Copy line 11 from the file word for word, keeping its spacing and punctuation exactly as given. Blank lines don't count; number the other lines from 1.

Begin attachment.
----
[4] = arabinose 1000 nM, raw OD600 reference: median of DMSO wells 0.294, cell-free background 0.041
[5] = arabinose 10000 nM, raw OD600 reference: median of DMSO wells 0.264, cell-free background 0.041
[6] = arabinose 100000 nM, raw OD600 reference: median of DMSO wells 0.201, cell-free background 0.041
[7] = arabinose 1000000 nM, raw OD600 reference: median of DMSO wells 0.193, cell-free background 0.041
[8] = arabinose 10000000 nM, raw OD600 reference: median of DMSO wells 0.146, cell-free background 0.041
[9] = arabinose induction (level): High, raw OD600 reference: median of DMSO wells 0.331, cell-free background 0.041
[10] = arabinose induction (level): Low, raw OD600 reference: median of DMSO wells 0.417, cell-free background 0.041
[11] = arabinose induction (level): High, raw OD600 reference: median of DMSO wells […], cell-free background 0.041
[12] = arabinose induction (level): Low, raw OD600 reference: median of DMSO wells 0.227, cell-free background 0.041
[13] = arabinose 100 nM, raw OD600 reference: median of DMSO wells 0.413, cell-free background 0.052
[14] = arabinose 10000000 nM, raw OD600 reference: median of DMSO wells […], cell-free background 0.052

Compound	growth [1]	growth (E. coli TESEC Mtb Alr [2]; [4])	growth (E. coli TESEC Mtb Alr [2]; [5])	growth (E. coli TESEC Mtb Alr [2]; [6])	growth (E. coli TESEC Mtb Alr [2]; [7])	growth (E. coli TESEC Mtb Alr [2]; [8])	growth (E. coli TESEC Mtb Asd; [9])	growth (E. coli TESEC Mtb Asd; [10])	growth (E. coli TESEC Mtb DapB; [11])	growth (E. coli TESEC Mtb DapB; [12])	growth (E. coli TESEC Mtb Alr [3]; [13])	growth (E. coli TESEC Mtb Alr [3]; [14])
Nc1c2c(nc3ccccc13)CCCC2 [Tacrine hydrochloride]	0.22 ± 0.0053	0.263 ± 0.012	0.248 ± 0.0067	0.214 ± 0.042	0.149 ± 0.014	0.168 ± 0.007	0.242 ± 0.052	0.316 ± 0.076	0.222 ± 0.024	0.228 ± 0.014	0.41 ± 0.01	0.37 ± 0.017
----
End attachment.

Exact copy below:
[14] = arabinose 10000000 nM, raw OD600 reference: median of DMSO wells […], cell-free background 0.052